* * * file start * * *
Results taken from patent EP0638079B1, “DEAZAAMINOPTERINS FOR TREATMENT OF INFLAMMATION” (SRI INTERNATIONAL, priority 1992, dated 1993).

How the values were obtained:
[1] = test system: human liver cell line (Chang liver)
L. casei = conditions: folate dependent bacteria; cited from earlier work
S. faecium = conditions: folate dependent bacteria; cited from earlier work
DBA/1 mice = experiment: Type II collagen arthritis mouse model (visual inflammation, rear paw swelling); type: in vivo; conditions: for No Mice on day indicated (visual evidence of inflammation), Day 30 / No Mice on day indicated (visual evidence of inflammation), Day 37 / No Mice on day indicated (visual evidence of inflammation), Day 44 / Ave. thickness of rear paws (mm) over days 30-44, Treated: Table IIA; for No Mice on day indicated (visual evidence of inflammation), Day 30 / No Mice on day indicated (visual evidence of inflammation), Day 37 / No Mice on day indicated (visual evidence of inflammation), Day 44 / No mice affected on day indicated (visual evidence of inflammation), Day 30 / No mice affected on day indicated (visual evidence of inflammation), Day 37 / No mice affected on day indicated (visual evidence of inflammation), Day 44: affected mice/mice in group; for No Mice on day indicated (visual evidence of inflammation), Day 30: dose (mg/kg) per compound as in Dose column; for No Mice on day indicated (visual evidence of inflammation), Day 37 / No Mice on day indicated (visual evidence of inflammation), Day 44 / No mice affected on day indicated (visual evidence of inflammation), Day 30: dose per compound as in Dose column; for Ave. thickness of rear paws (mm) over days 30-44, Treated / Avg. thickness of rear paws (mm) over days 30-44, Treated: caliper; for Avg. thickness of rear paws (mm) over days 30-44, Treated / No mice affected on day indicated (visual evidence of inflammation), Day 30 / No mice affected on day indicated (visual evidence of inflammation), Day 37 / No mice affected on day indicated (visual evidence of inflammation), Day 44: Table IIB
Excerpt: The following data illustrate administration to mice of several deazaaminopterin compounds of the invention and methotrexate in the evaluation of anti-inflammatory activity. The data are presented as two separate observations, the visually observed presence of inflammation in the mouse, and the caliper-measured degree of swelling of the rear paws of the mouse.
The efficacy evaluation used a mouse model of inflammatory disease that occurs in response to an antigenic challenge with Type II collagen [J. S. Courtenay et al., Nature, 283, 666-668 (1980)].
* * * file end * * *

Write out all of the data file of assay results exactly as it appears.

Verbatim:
Results taken from patent EP0638079B1, “DEAZAAMINOPTERINS FOR TREATMENT OF INFLAMMATION” (SRI INTERNATIONAL, priority 1992, dated 1993).

How the values were obtained:
[1] = test system: human liver cell line (Chang liver)
L. casei = conditions: folate dependent bacteria; cited from earlier work
S. faecium = conditions: folate dependent bacteria; cited from earlier work
DBA/1 mice = experiment: Type II collagen arthritis mouse model (visual inflammation, rear paw swelling); type: in vivo; conditions: for No Mice on day indicated (visual evidence of inflammation), Day 30 / No Mice on day indicated (visual evidence of inflammation), Day 37 / No Mice on day indicated (visual evidence of inflammation), Day 44 / Ave. thickness of rear paws (mm) over days 30-44, Treated: Table IIA; for No Mice on day indicated (visual evidence of inflammation), Day 30 / No Mice on day indicated (visual evidence of inflammation), Day 37 / No Mice on day indicated (visual evidence of inflammation), Day 44 / No mice affected on day indicated (visual evidence of inflammation), Day 30 / No mice affected on day indicated (visual evidence of inflammation), Day 37 / No mice affected on day indicated (visual evidence of inflammation), Day 44: affected mice/mice in group; for No Mice on day indicated (visual evidence of inflammation), Day 30: dose (mg/kg) per compound as in Dose column; for No Mice on day indicated (visual evidence of inflammation), Day 37 / No Mice on day indicated (visual evidence of inflammation), Day 44 / No mice affected on day indicated (visual evidence of inflammation), Day 30: dose per compound as in Dose column; for Ave. thickness of rear paws (mm) over days 30-44, Treated / Avg. thickness of rear paws (mm) over days 30-44, Treated: caliper; for Avg. thickness of rear paws (mm) over days 30-44, Treated / No mice affected on day indicated (visual evidence of inflammation), Day 30 / No mice affected on day indicated (visual evidence of inflammation), Day 37 / No mice affected on day indicated (visual evidence of inflammation), Day 44: Table IIB
Excerpt: The following data illustrate administration to mice of several deazaaminopterin compounds of the invention and methotrexate in the evaluation of anti-inflammatory activity. The data are presented as two separate observations, the visually observed presence of inflammation in the mouse, and the caliper-measured degree of swelling of the rear paws of the mouse.
The efficacy evaluation used a mouse model of inflammatory disease that occurs in response to an antigenic challenge with Type II collagen [J. S. Courtenay et al., Nature, 283, 666-668 (1980)].